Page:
… and not for the cheap good-quality wines, the olive oil (cheaper than oil labelled Italian, probably produced in Spain and bottled in Italy), or the holidays, be they of the cultural or beach variety. And definitely not for the histrionic, over-rated pretentious pap peddled by film director Pedro Almodóvar and considered "Art" by many misguided souls.
Britain should be grateful to Spain for the amount of highly-qualified,
highly-cultured engineers, doctors, nurses etc. who want to make a decent life
for themselves in the . UK
My colleagues and I have just finished a long and gruelling round of language certification exams for the students of our august university, a university whose internal schizophrenia is reflected in the student body and the population of
itself. I am, of
course speaking in general terms, but it would seem to me that the students could
be classified into two main groups, the backward-looking parochial types and the ambitious, motivated ones with an international outlook. Seville
The Humanities seem to fall quite neatly into the antiquated, parochial pigeonhole while the Sciences are definitely more forward-looking, more academically up-to-date and definitely more innovative. In fact, the Faculty of Medicine here is a true centre of excellence, something also true of Life Sciences and Engineering.
Anyhow, back to the main argument. In my last round of oral exams, I was truly gratified by the scintillating performance by over 80% of the candidates, young people with great ambition, high expectations and limitless drive. Not only was I impressed by their use of English, but by their intellect and depth of thought. These are just the sort of people a country needs to progress economically and socially. Unfortunately for
most of them want to contribute to the progress of other countries, mainly Britain, the US
Spain isn't working.
And it's not the fault of the Spaniard in the street
Perhaps “want” is too strong a word, perhaps not. Would these bright people stay in
as a whole offered its young people more opportunities? Perhaps most would, I
cannot say. But I can speak from personal experience. My own son is an economic
migrant, although within Spain .
In Spain Andalusia he had little chance of getting a
stable job – or indeed training – in his own field of interest and
specialisation: high-performance motorbike mechanics. In reality, he had little
chance of finding any type of job at all. Now, after three years of training
and practice, he and a colleague from his course have just opened their own
workshop in .
Barcelona (Global Motos, Josep Tarradellas 55, Barcelona. Tel. +34 931 413 084)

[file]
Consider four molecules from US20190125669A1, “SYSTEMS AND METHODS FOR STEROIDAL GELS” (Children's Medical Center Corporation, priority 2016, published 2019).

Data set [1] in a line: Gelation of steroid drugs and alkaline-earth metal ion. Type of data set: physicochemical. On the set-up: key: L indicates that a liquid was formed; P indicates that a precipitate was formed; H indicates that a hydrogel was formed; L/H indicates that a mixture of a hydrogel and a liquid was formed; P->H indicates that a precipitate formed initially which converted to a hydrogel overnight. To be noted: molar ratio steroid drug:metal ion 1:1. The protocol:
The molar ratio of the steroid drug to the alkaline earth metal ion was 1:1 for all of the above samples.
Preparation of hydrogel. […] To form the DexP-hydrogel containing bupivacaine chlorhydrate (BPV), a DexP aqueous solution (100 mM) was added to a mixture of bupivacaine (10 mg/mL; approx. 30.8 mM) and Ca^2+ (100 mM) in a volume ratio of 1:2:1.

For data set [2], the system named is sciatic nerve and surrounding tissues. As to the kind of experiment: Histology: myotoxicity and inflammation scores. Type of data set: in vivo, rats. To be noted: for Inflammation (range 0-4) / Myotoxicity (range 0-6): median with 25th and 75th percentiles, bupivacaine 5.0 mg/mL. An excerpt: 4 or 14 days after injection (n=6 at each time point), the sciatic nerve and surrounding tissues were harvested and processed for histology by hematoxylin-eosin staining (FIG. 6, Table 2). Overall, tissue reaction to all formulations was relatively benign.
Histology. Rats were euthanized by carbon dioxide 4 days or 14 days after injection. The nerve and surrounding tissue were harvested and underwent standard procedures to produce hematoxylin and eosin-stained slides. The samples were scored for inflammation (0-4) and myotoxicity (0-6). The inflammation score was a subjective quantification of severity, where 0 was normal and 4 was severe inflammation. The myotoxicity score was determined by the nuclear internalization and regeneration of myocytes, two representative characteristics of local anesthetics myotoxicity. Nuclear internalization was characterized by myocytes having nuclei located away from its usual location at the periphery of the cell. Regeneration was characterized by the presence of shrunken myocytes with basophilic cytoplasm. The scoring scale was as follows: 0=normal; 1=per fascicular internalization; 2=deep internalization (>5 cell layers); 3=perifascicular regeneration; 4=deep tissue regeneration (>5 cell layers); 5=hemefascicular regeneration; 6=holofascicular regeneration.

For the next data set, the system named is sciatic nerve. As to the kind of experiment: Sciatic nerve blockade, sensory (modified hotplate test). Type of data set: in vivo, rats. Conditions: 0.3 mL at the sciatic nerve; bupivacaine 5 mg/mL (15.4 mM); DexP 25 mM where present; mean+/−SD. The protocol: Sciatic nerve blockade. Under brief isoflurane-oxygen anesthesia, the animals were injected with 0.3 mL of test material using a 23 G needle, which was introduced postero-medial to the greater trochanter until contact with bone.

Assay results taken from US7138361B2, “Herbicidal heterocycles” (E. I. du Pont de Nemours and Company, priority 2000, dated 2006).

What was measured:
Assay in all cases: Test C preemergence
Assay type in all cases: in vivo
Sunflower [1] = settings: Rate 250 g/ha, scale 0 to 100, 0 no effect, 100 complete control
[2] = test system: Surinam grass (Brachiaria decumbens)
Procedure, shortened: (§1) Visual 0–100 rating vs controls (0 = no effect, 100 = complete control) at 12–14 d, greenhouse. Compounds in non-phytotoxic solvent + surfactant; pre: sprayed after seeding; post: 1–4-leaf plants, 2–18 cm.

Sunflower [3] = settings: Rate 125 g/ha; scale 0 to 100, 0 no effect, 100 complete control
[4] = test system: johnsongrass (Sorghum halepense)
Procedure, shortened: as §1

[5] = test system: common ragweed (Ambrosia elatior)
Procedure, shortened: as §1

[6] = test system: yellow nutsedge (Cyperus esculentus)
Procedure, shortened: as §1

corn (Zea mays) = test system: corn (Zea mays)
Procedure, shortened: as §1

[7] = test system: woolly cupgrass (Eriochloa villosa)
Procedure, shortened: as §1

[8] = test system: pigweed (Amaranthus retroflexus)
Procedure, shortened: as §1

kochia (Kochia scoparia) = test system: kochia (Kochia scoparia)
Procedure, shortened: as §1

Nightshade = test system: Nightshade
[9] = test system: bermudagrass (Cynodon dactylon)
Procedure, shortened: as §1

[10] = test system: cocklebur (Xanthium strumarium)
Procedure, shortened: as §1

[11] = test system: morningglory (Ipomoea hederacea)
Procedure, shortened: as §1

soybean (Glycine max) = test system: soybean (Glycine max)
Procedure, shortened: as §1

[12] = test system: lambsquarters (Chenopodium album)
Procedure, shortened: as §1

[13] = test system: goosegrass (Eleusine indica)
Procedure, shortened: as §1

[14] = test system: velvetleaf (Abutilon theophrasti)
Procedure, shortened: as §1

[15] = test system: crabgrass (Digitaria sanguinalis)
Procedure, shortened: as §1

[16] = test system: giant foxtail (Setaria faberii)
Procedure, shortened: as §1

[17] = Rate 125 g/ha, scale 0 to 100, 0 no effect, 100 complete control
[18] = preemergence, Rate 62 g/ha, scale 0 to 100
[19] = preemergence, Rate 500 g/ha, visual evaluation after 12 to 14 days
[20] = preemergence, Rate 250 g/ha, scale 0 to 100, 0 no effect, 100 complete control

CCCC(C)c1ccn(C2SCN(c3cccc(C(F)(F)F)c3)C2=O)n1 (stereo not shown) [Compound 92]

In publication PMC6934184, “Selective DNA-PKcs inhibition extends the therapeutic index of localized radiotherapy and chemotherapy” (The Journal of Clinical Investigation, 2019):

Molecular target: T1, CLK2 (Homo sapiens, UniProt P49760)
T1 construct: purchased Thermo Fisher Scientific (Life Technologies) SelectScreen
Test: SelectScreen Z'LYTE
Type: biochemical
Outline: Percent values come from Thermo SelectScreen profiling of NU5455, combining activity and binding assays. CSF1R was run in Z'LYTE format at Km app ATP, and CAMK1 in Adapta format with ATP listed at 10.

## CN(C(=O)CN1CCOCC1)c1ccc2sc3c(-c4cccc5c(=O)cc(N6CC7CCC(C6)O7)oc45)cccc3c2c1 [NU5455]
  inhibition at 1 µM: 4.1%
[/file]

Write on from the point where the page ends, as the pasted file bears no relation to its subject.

By dint of hard work and application they have found a financial backer and have also received support from an official motorbike dealership in the form of workshop
equipment and advice. In
Andalusia, such a
thing would be well-nigh impossible – unless you had connections in high places,
in which case some sort of subsidy might well be forthcoming.
|By dint of hard work and application.|
As in Andalusia, as in
Spain in general ( excepted).
Spanish Universities are producing whole battalions of highly-educated young
people and then consigning them to a life of dependency upon their parents. If they are “fortunate” they will sweat out their youth in a series of short-term
Macjobs with no real future of betterment. If not, then the only alternative left to them is to master the finer points of the latest X-Box or Play Station. Catalonia
This is why British Society should be grateful to
Thanks to such gifted young people, the British economy will have a brighter
future while Spain ,
after two decades of economic effervescence, will once again fall into the sclerotic
economic torpor to which its usually inept and far too often venal, rulers (now with the connivance of the EU) have condemned it for much of the last five centuries. Spain
 Could you believe that the Journalistic component of its Master’s in Translation concentrated exclusively on the translation of reports of 1950s football matches and abstruse fashion articles into Spanish??? Well, believe it. Really contemporary, mainstream stuff.
 As an economic migrant myself, I benefited from an excellent British state education and migrated to
in the late 1980s. I have
never paid income tax in the Spain UK,
but now find that my Spanish income tax is contributing to the education of
such brilliant young people who will in turn go to and pay their taxes there.
The ironies of life! Britain